Their D.I. boxes are legendary and legion. Their rackmount switching systems like the JD7 are on the gear list of most major guitar and bass players. Their stompbox series of ToneBone pedals are industry standards in quality of sound and quality of build. I've blogged about my love for the Hot British and Classic pedals before. And now, this:

Radial has just released a new line of pedals, based on the ToneBone concept, called Bones. Smaller, lighter, non-proprietary power supplies no tubes - lots of things different from their big brothers. What's not different is the sound...big, fat overdrive and distortion.

I have a London here at the house that I've been putting through it's paces all afternoon. I'm plugged into the new 3 Monkeys "Orangutan" model head, using my Deluxe Reverb with a Celestion Vintage 30 as a cab. The 'tang has it goin' on tone-wise, so the London needs to boost that sound, not obliterate it. It does so...and then some.

For starters, let's look at the jacks: The In and Out jacks are next to each other, at the far right of the back of the pedal, not on the sides. This helps keep it's footprint down on a crowded pedal board.

The 9-12 volt DC jack is the common "Boss" model, which means you can use any similar power supply, including One Spots, that have a minimum of 100mA. No battery power is available, due to the Class A circuitry - which is so power hungry that you'd spend more time swapping batts than playing if it did.

There are two footswitches, labeled Toggle and Bypass. As expected, Bypass turns the pedal on or off. The London is not "true bypass" keeping with Radial's philosophy that active buffers are good things in a pedal chain. It's quiet, switches silently and does not "suck tone".

The Toggle button switches between two settings, 1 or 2. Setting 2 is indicated by a red LED. Each setting has it's own Level control and they share a two-band EQ, Low and High and a Drive control that ranges from Bluesbreaker combo distortion to a raging Plexi.

The 2 setting has a slight (non-adjustable) mid boost to boost your solo with a bit of EQ hump as well as volume, using the Level knob. There are also two 3-position slider switches for tonal tweaking. The Bite switch offers flat, boost or cut of the high end. If your amp lacks or exudes Presence, tame or taunt it here. Kick is a stepped mid-range boost with 3-positions: 0 (flat), +7 or +12dB of juicy gain.The thinking is to offer you ersatz channel switching in a pedal. By setting your amp to it's optimum Clean sound, you can use the London to get a Crunch rhythm sound and a mid-boosted Lead channel.

Careful tweaking of the Bite and Kick controls with the Low and High can get you from Led Zeppelin II to Boston to Back In Black and beyond. Marshall and Vox characteristics are found within a couple of minutes twiddling the controls. This pedal can be transparent or highly colored thanks to it's wide range of available EQ, which is one of the things I really like about the Radial line.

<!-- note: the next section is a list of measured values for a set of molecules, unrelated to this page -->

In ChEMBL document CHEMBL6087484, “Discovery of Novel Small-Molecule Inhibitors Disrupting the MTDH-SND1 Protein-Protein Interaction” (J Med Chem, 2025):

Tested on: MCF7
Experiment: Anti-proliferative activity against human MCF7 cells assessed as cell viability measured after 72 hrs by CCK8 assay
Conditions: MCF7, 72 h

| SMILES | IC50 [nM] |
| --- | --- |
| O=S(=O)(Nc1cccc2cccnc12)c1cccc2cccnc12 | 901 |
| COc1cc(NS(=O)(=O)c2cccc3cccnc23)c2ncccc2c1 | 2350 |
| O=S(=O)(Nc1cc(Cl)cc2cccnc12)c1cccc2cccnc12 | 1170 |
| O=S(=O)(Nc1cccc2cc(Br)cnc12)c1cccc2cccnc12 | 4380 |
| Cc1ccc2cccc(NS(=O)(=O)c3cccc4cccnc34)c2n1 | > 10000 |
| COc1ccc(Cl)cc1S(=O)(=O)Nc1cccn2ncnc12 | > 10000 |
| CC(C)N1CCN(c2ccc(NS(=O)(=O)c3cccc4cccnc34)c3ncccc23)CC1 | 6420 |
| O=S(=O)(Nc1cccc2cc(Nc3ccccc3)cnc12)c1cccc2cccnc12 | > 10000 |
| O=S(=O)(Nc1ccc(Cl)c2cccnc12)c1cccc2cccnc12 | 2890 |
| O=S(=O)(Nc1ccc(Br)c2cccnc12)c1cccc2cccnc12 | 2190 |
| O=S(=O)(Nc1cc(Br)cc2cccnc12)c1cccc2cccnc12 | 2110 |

I tested it with my Les Paul VOS, a 1985 Fender Japan Esquire with Fralin pickups, a new Epiphone Casino and a Mexican Fender Strat with the EMG Gilmour pickup configuration. With minor tweaks to account for the variance it guitars, the pedal worked with all of them, the Les Paul being especially nice... which is no surprise as an LP into a Marshall is the sound of my childhood (and arrestedly developed adulthood).

As the clever and informative manual reminds you, small movements and thinking interactively will reward you with great sounds for the time spent. It's not a set-it-and-forget-it pedal, it's much smarter than that.


Monday, December 01, 2008

12 Jangly Mien

Guitars are on my mind these days as I am "casting" the sounds for the next Donna Beasley record. Some tunes need Teles, some need Les Pauls, some Casinos, some a combination of whatever. One stand-out sound that almost requires you to play in a certain style is the electric 12-string. I have a Danelectro model, a cheap made in Korea guitar that sounds amazing and plays great. I've owned Rickenbackers in the past, but their necks are a little too narrow for me. The Danelectro feels like the Jerry Jones models that I really want, but for less than half the price, the Dano suits me fine. I blogged about it a couple of years ago here.

We're going to track with just bass (Steve Mackey), drums (Paul Griffith) and acoustic guitar (Scott Neubert), with Scott overdubbing some mandolin, banjo and dobro. I'll play more guitars and all electrics at home. This will allow me to concentrate more on the takes than trying to listen to the take AND play guitar at the same time.

One of the things I learned from making the last record is that producing is best done - in my case at least - by listening and giving direction from the other side of the glass. I might venture out to give an example of what I want, but I'm going to try to stay in the control room most of the time.

I had been following a strict "no demos, only masters" attitude for a while, and I think that approach can work. On this record, however, we found it easier and more efficient to demo the songs quickly in GarageBand, giving the players something to listen to and get ideas from. The demos are not something I'd want anyone to hear - out of tune at times, out of time occasionally, just a fast and easy way to get the basic feel down and e-mailed to the players. Of course, there are a couple where the feel is so good we may have a hard time beating it in the studio, but overall, they are more "worktapes" than real demos.

We rehearse tomorrow afternoon for a gig that night, playing most of the new record, then go into the studio on the 12th to track it.